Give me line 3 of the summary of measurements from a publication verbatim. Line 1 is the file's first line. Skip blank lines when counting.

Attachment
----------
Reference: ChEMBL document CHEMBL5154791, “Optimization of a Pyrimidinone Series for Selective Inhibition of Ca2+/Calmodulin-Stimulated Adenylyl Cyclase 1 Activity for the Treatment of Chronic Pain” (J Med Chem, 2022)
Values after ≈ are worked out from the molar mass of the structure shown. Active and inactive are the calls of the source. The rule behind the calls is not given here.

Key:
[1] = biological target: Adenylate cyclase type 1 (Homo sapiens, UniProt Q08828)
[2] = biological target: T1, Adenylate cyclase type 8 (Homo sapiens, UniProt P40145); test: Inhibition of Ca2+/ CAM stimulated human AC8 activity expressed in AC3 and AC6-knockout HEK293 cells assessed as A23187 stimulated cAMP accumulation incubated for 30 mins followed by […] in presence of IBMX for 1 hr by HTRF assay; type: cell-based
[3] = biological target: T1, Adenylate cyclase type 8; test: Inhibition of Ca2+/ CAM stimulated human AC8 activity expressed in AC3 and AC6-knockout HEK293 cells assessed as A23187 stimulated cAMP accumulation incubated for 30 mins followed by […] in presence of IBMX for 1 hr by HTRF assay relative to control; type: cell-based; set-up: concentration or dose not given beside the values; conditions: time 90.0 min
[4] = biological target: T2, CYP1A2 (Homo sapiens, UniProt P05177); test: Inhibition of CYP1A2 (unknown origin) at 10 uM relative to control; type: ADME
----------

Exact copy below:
Key: